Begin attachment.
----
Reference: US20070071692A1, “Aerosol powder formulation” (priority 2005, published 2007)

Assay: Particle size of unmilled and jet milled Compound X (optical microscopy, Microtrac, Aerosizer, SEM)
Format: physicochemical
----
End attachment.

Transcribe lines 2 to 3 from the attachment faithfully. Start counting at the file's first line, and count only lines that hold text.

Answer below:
Assay: Particle size of unmilled and jet milled Compound X (optical microscopy, Microtrac, Aerosizer, SEM)
Format: physicochemical